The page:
The whistleblower explained that Bounds' alleged viewpoint was common among the leadership in the company, and other former employees have said that Facebook CEO Mark Zuckerberg and Chief Operating Officer Sheryl Sandberg were well aware of the problems. 

Bounds has denied the claim and both he and Facebook chastised the Washington Post's reporting of the affidavit. 

'It sets a dangerous precedent to hang an entire story on a single source making a wide range of claims without any apparent corroboration,' Facebook spokeswoman Erin McPike said in a statement. 

Former employees said Facebook CEO Mark Zuckerberg, left, and COO Sheryl Sandberg were aware of Facebook's failings but did little to fix the situation

Zuckerberg, shown testifying before congress in 2019, has defended his company despite leaked documents and testimony from former employees detailing the company's wrongs

This is the first time the company has faced such accusations since the internal memos released and testimony given by Haugen.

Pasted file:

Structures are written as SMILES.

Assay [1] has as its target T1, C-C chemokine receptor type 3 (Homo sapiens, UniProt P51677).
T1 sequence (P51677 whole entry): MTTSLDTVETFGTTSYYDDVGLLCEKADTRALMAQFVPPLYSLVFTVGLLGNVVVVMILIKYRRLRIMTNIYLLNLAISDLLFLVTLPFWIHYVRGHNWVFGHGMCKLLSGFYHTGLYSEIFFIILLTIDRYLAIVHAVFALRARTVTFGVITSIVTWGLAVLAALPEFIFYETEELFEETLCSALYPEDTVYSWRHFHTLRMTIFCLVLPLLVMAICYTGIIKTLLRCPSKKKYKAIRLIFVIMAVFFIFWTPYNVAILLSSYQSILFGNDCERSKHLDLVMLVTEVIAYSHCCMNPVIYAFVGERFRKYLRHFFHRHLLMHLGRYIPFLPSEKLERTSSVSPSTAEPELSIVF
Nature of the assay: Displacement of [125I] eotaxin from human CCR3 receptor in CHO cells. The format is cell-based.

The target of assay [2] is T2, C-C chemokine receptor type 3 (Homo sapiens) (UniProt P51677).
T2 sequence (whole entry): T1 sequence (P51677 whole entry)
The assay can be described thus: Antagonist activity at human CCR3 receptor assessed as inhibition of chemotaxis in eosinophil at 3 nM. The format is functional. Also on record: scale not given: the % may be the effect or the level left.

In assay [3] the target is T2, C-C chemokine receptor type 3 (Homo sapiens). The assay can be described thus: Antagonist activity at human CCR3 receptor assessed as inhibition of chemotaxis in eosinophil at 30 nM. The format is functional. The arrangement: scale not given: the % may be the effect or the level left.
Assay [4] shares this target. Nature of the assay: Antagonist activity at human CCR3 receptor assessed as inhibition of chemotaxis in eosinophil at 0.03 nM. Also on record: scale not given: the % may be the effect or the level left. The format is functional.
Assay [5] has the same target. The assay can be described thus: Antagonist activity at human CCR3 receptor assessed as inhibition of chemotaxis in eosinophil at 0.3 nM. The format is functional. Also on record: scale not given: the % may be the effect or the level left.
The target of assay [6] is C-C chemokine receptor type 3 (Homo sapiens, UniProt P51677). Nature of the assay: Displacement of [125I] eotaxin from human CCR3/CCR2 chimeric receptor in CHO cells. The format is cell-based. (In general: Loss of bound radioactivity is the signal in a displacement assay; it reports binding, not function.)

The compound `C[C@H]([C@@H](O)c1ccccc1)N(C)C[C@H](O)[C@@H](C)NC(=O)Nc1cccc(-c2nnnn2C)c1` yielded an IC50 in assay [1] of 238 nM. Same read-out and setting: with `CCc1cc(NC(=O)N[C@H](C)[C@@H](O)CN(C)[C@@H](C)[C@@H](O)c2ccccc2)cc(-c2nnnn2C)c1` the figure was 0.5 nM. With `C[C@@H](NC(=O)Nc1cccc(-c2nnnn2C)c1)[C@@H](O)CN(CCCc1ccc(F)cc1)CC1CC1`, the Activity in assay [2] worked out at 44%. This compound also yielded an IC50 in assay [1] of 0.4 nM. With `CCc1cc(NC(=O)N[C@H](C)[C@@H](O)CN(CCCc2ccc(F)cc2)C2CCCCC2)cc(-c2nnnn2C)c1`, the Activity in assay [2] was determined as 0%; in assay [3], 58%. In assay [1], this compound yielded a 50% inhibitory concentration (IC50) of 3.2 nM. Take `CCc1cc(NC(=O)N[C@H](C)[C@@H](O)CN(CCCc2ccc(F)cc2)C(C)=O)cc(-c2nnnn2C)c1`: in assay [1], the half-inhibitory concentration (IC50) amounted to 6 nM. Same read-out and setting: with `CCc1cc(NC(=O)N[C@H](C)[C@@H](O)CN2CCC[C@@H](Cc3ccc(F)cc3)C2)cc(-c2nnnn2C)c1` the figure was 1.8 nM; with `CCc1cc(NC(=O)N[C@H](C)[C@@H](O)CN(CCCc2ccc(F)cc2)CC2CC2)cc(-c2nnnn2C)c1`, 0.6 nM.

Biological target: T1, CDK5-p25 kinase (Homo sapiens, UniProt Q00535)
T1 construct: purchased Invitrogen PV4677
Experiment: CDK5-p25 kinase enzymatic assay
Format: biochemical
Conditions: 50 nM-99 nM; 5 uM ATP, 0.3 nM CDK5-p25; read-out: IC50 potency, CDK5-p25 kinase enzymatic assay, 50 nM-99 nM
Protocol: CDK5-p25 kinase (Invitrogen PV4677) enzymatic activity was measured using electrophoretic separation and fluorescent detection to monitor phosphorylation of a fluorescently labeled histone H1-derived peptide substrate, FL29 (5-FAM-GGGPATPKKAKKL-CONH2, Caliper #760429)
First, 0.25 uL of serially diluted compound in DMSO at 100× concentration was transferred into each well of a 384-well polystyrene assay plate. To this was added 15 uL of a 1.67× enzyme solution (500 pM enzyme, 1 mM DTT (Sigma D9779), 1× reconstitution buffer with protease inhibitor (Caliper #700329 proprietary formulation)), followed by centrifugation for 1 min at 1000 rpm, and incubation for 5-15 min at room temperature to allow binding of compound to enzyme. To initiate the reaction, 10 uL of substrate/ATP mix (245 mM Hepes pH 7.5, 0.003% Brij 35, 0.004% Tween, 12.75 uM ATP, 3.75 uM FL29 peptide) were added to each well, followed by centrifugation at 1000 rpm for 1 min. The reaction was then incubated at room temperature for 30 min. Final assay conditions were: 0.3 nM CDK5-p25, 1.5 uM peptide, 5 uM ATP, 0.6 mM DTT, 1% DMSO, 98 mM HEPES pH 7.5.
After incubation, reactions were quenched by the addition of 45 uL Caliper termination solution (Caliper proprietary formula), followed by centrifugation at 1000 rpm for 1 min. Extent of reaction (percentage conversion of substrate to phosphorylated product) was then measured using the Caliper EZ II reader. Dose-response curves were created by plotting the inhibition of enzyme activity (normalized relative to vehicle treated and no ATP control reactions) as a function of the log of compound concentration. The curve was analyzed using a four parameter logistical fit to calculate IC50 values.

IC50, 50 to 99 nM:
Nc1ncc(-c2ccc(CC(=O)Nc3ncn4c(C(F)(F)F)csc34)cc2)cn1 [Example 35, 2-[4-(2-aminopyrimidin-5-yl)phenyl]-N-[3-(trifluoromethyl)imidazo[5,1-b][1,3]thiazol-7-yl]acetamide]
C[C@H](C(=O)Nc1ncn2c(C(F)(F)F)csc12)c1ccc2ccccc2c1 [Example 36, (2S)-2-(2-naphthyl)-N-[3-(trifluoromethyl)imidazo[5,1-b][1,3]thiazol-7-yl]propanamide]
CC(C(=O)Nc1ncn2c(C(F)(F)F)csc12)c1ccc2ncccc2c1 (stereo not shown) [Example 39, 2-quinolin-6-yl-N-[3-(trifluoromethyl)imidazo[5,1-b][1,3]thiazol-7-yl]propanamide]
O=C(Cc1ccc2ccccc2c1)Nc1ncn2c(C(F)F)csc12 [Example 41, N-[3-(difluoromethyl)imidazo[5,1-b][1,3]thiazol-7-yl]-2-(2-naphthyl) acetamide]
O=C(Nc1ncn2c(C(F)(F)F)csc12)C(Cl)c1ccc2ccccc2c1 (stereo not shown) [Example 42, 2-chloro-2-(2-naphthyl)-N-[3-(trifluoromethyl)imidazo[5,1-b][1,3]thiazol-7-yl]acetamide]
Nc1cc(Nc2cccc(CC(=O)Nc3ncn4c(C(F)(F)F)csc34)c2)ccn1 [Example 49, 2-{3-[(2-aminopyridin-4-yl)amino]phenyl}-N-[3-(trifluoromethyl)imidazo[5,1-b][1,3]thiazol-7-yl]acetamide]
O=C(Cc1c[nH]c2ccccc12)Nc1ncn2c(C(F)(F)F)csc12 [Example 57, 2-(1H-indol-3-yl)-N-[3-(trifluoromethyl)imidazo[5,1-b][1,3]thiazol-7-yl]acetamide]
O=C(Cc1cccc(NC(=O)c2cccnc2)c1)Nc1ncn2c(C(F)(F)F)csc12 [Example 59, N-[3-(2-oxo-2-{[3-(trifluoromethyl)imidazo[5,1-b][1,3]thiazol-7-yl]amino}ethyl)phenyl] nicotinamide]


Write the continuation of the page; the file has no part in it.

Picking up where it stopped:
Haugen and the new whistleblower also submitted the allegations to the Securities and Exchange Commission, which oversees all publicly traded companies. 

In the SEC affidavit, the anonymous ex-employee alleges that Facebook officials routinely undermined efforts within the company to fight misinformation and hate speech out of fear of angering then-President Donald Trump and his allies. 

The former employee said that on one occasion, Facebook's Public Policy team defended a 'white list' that exempted the alt-right media company Breitbart News and other Trump-aligned publishers from Facebook's ordinary rules against spreading fake news. 

When an employee questioned this policy, Joel Kaplan, Facebook's vice president of global policy, reportedly shot down any concerns. 

'Do you want to start a fight with Steven Bannon,' Kaplan allegedly said.